University of Milan wins KeyGene DNA-Day contest
Valentina Ricciardi, PhD student at the Department of Agricultural and Environmental Sciences of the University of Milan, has won KeyGene’s DNA-Day contest. KeyGene scientists will isolate high-quality, high molecular weight (HMW) DNA from the Georgian grape vine variety Mgaloblishvili to be used for long-read sequencing of the genome. Ricciardi hopes that obtaining the genome sequence of Mgaloblishvili will help her in finding genes that can contribute to resistance against downy mildew more quickly, thus helping to reduce the need to use fungicides in protecting grapevines against this important disease.
“The Mgaloblishvili variety is a Vitis vinifera variety that originates from Georgia in the Caucasus region, where the domestication of grapevine took place. It is known for its resistance to diseases. We have chosen Valentina Ricciardi’s submission because this grapevine variety is societally relevant and scientifically exciting to study”, said Dick Roelofs, Team leader DNA innovations at KeyGene in the Netherlands.
Senior researcher Gabriella De Lorenzis, who is supervising Ricciardi, explains how the work of the team studying the Mgaloblishvili grapevine, comprising also the Plant Pathology group represented by senior researcher Silvia Laura Toffolatti, started some 20 years ago, in a collaboration with two Georgian research partners: the Faculty of Viticulture and Winemaking, Caucasus International University, and the National Wine Agency of Georgia, both in Tbilisi.
“Mgaloblishvili is the first-ever Vitis vinifera variety found to have resistance against the imported American pathogen that is causing Downy Mildew in European grape varieties. The Georgian cultivar possesses a unique mechanism of resistance, based on pathogen recognition, ethylene signaling pathway and both structural and chemical defenses”, said Gabriella De Lorenzis.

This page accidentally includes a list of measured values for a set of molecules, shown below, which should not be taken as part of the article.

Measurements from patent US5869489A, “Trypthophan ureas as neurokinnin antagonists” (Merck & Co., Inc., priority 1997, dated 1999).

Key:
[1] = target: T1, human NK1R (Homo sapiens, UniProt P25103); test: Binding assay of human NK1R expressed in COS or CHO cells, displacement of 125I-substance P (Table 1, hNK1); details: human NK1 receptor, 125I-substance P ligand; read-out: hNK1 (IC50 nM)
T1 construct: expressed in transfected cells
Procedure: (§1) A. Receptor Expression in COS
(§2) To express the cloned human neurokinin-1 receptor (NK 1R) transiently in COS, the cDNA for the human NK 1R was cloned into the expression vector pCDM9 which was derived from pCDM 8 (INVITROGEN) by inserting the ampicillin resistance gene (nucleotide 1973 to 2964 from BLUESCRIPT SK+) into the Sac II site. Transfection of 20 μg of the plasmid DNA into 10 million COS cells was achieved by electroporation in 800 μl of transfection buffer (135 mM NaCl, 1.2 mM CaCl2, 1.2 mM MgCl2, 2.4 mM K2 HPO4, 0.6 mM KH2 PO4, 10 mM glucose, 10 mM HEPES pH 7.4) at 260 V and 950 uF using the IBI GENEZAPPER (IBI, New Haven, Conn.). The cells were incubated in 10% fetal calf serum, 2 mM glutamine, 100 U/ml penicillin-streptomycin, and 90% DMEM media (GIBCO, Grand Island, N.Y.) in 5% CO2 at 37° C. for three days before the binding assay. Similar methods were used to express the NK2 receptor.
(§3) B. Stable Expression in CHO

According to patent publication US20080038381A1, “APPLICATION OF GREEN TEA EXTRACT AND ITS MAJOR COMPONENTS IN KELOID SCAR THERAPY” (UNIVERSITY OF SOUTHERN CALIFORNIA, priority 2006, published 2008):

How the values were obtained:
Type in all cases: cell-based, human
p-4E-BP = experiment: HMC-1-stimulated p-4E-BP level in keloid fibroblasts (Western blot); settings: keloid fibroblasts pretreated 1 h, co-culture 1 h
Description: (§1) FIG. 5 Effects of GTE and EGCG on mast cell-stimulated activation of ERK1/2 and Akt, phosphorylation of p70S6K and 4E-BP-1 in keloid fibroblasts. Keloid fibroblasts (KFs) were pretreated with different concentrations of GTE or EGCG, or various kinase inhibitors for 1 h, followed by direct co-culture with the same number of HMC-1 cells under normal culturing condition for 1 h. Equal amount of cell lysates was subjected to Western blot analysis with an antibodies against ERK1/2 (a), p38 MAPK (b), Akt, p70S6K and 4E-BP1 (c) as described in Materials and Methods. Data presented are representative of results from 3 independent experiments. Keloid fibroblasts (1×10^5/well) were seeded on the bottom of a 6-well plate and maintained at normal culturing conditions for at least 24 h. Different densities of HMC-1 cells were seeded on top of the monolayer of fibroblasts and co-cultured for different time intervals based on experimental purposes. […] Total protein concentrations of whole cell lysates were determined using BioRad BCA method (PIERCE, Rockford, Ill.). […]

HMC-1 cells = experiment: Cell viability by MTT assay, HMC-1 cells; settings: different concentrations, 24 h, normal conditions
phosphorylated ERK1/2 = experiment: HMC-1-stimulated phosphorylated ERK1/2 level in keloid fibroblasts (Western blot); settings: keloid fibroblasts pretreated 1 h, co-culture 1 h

Valentina Ricciardi explained about the unique molecular properties of the Mgaloblishvili variety: “Different genes have already been found to be related to resistance, both more traditional resistance-genes and so-called susceptibility genes. Obtaining better genome insights for this variety is therefore very promising”.
Earlier, the entire genome of the very important Pinot Noir variety was sequenced and published. De Lorenzis and Ricciardi hope that the high quality, high molecular weight DNA isolation performed by KeyGene scientists, will enable them to more quickly build the full genome of the Mgaloblishvili variety. “That will make it much easier to identify crucial genetic differences between the Georgian Mgaloblishvili and other important varieties. One can think of differences that are involved in disease resistances and in other important traits. It will allow us to better understand and decipher this unique reservoir of genetic variability, thus making these precious resources available to scientists and breeders” said Valentina Ricciardi.
Combining the insights into the genome of Mgaloblishvili with results of earlier research of the Milano team, such as gene expression data and traits observations, so-called phenotypic data, will also make it possible to study the mechanisms underlying resistance traits in depth.
“In the end, we want to help to make grapevine cultivation more sustainable and more profitable, resulting in a drink many of us appreciate” said Gabriella De Lorenzis.